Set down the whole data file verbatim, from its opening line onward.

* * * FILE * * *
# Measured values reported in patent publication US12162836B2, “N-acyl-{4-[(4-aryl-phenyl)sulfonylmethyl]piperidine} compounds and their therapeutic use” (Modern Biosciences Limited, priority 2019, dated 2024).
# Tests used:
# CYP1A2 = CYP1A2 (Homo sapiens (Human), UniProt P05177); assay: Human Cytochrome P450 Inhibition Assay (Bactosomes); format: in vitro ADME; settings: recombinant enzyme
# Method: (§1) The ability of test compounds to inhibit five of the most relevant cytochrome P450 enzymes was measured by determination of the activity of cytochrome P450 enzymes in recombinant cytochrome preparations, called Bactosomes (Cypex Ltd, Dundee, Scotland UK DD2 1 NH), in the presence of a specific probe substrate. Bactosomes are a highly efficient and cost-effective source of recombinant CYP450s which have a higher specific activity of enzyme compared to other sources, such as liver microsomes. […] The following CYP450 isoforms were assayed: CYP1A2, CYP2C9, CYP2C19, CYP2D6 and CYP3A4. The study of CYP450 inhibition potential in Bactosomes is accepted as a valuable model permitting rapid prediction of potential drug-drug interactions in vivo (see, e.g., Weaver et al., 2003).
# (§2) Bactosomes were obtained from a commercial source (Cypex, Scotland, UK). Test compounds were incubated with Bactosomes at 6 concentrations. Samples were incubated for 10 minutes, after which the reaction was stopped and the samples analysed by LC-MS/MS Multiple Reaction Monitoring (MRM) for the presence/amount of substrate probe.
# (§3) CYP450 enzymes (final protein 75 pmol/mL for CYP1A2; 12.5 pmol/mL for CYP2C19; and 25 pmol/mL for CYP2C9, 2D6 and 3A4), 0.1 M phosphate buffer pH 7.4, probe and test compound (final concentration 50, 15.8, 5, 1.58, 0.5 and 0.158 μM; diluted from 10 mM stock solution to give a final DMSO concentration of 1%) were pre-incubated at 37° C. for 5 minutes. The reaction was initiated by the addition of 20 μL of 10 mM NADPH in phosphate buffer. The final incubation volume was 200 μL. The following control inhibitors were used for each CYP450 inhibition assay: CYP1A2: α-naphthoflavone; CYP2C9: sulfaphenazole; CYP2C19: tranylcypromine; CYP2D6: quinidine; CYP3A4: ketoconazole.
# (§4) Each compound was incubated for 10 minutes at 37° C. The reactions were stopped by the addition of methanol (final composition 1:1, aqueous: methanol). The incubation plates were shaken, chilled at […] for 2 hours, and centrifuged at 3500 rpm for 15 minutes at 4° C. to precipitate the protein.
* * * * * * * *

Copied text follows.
# Measured values reported in patent publication US12162836B2, “N-acyl-{4-[(4-aryl-phenyl)sulfonylmethyl]piperidine} compounds and their therapeutic use” (Modern Biosciences Limited, priority 2019, dated 2024).
# Tests used:
# CYP1A2 = CYP1A2 (Homo sapiens (Human), UniProt P05177); assay: Human Cytochrome P450 Inhibition Assay (Bactosomes); format: in vitro ADME; settings: recombinant enzyme
# Method: (§1) The ability of test compounds to inhibit five of the most relevant cytochrome P450 enzymes was measured by determination of the activity of cytochrome P450 enzymes in recombinant cytochrome preparations, called Bactosomes (Cypex Ltd, Dundee, Scotland UK DD2 1 NH), in the presence of a specific probe substrate. Bactosomes are a highly efficient and cost-effective source of recombinant CYP450s which have a higher specific activity of enzyme compared to other sources, such as liver microsomes. […] The following CYP450 isoforms were assayed: CYP1A2, CYP2C9, CYP2C19, CYP2D6 and CYP3A4. The study of CYP450 inhibition potential in Bactosomes is accepted as a valuable model permitting rapid prediction of potential drug-drug interactions in vivo (see, e.g., Weaver et al., 2003).
# (§2) Bactosomes were obtained from a commercial source (Cypex, Scotland, UK). Test compounds were incubated with Bactosomes at 6 concentrations. Samples were incubated for 10 minutes, after which the reaction was stopped and the samples analysed by LC-MS/MS Multiple Reaction Monitoring (MRM) for the presence/amount of substrate probe.
# (§3) CYP450 enzymes (final protein 75 pmol/mL for CYP1A2; 12.5 pmol/mL for CYP2C19; and 25 pmol/mL for CYP2C9, 2D6 and 3A4), 0.1 M phosphate buffer pH 7.4, probe and test compound (final concentration 50, 15.8, 5, 1.58, 0.5 and 0.158 μM; diluted from 10 mM stock solution to give a final DMSO concentration of 1%) were pre-incubated at 37° C. for 5 minutes. The reaction was initiated by the addition of 20 μL of 10 mM NADPH in phosphate buffer. The final incubation volume was 200 μL. The following control inhibitors were used for each CYP450 inhibition assay: CYP1A2: α-naphthoflavone; CYP2C9: sulfaphenazole; CYP2C19: tranylcypromine; CYP2D6: quinidine; CYP3A4: ketoconazole.
# (§4) Each compound was incubated for 10 minutes at 37° C. The reactions were stopped by the addition of methanol (final composition 1:1, aqueous: methanol). The incubation plates were shaken, chilled at […] for 2 hours, and centrifuged at 3500 rpm for 15 minutes at 4° C. to precipitate the protein.